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In his excellent book, The Medici Effect, author Frans Johansson suggests that the defining characteristic of successful innovators is that they produce and realize an incredible number of ideas.

In his excellent book, The Medici Effect, author Frans Johansson suggests that the defining characteristic of successful innovators is that they produce and realize an incredible number of ideas:

“In any given field of creative activity, it is typical to find that around 10% of the creators are responsible for 50% of all of the contributions. Not only that, those who have created the most are also the ones who have the most significant innovative impact. This was true in the past: Pablo Picasso, for instance, produced 20,000 pieces of art; Einstein wrote more than two at 40 papers; Bach wrote a cantata every week; Thomas Edison filed a record 1,039 patents. This holds true today. Prince is said to have over 1000 songs stored in his secret ‘vault,’ and Richard Branson has started 250 companies.”

Johansson goes on to say that not all of this creative output is equally successful. But the odds of generating a breakthrough concept as the number of ideas generated increases. The intersection of fields, cultures and disciplines — the focus of The Medici Effect — is a particularly rich ground for mining both a large quantity of ideas and unique combinations of ideas that lead to breakthrough innovations.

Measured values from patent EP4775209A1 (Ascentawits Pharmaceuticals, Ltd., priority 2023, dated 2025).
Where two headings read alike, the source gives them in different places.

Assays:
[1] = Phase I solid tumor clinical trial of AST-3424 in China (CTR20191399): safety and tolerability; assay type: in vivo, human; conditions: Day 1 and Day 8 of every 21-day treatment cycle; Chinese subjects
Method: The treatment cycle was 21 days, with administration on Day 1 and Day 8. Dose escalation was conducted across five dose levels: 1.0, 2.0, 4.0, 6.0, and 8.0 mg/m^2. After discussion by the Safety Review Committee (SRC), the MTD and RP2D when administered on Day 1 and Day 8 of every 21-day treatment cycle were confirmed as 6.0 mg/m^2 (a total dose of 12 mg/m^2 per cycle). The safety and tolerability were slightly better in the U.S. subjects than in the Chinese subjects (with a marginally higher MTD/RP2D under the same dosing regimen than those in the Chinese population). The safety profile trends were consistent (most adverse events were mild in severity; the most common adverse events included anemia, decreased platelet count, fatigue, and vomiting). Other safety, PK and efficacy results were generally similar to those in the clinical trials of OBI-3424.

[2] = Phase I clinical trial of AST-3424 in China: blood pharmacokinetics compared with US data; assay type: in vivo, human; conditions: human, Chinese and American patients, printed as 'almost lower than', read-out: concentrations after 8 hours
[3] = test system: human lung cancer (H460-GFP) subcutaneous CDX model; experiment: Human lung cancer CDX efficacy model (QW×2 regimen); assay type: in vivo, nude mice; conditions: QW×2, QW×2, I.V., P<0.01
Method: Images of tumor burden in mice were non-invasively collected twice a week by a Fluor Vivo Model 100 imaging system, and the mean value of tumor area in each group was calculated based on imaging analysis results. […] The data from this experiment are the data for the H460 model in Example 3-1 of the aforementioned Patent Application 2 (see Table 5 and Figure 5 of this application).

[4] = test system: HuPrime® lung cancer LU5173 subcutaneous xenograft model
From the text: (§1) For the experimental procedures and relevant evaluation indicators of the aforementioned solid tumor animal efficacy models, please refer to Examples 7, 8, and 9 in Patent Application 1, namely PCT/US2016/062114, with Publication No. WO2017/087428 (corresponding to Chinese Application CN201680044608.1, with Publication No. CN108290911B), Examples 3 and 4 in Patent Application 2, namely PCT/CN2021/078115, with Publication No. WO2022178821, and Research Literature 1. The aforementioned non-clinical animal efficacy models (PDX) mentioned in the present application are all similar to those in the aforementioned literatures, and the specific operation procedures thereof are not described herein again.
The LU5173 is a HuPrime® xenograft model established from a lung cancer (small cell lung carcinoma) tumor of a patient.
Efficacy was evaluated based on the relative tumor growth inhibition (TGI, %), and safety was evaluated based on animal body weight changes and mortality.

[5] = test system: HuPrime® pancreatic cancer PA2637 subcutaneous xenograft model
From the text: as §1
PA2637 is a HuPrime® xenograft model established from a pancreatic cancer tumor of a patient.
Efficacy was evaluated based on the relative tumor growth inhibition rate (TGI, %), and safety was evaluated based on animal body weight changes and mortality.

“The bottom line is this: The intersection of fields, cultures and disciplines generates combinations of different ideas, yes; but it also generates a massive number of these combinations. People at the intersection, then, can pursue more ideas in search of the right ones. Since intersectional ideas are the result of random combinations of concepts, it follows that the more random combinations one has, the better the chances of coming up with something truly exceptional.”

In short, according to Johansson, the intersection “is the best place to innovate.”  He says this principle explains why diverse teams can be more creative than homogenous groups, and why cultivating diverse self-education and occupations can help you to increase your output of exceptional ideas.

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